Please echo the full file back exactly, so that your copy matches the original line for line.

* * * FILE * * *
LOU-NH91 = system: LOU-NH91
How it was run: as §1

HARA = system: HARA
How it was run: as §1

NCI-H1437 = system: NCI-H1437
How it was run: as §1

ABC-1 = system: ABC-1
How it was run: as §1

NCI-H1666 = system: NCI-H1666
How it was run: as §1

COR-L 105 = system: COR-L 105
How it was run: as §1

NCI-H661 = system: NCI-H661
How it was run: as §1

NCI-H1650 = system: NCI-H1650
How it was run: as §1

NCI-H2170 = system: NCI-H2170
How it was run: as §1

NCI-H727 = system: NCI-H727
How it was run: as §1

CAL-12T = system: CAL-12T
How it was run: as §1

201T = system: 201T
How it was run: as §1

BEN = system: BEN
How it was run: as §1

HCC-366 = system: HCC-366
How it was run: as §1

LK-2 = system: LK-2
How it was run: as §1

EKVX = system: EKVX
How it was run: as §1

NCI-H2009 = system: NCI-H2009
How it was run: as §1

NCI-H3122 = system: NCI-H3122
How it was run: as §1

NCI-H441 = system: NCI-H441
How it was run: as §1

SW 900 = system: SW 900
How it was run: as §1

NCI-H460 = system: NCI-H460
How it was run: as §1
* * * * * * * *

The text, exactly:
LOU-NH91 = system: LOU-NH91
How it was run: as §1

HARA = system: HARA
How it was run: as §1

NCI-H1437 = system: NCI-H1437
How it was run: as §1

ABC-1 = system: ABC-1
How it was run: as §1

NCI-H1666 = system: NCI-H1666
How it was run: as §1

COR-L 105 = system: COR-L 105
How it was run: as §1

NCI-H661 = system: NCI-H661
How it was run: as §1

NCI-H1650 = system: NCI-H1650
How it was run: as §1

NCI-H2170 = system: NCI-H2170
How it was run: as §1

NCI-H727 = system: NCI-H727
How it was run: as §1

CAL-12T = system: CAL-12T
How it was run: as §1

201T = system: 201T
How it was run: as §1

BEN = system: BEN
How it was run: as §1

HCC-366 = system: HCC-366
How it was run: as §1

LK-2 = system: LK-2
How it was run: as §1

EKVX = system: EKVX
How it was run: as §1

NCI-H2009 = system: NCI-H2009
How it was run: as §1

NCI-H3122 = system: NCI-H3122
How it was run: as §1

NCI-H441 = system: NCI-H441
How it was run: as §1

SW 900 = system: SW 900
How it was run: as §1

NCI-H460 = system: NCI-H460
How it was run: as §1